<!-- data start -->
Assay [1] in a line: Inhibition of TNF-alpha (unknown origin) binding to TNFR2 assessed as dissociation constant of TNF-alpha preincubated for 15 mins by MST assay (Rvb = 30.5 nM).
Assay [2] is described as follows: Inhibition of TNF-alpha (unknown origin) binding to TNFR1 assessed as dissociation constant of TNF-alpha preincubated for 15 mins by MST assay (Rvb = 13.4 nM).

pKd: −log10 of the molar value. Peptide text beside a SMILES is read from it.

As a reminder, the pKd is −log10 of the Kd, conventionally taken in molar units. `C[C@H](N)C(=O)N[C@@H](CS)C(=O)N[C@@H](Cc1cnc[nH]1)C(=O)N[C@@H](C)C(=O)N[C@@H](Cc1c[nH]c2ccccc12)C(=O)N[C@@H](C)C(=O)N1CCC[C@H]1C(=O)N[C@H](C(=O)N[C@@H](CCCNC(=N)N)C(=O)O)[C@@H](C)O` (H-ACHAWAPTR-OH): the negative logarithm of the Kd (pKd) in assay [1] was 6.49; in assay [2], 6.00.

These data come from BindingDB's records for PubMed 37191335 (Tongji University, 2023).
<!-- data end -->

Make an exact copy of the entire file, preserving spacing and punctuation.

Assay [1] in a line: Inhibition of TNF-alpha (unknown origin) binding to TNFR2 assessed as dissociation constant of TNF-alpha preincubated for 15 mins by MST assay (Rvb = 30.5 nM).
Assay [2] is described as follows: Inhibition of TNF-alpha (unknown origin) binding to TNFR1 assessed as dissociation constant of TNF-alpha preincubated for 15 mins by MST assay (Rvb = 13.4 nM).

pKd: −log10 of the molar value. Peptide text beside a SMILES is read from it.

As a reminder, the pKd is −log10 of the Kd, conventionally taken in molar units. `C[C@H](N)C(=O)N[C@@H](CS)C(=O)N[C@@H](Cc1cnc[nH]1)C(=O)N[C@@H](C)C(=O)N[C@@H](Cc1c[nH]c2ccccc12)C(=O)N[C@@H](C)C(=O)N1CCC[C@H]1C(=O)N[C@H](C(=O)N[C@@H](CCCNC(=N)N)C(=O)O)[C@@H](C)O` (H-ACHAWAPTR-OH): the negative logarithm of the Kd (pKd) in assay [1] was 6.49; in assay [2], 6.00.

These data come from BindingDB's records for PubMed 37191335 (Tongji University, 2023).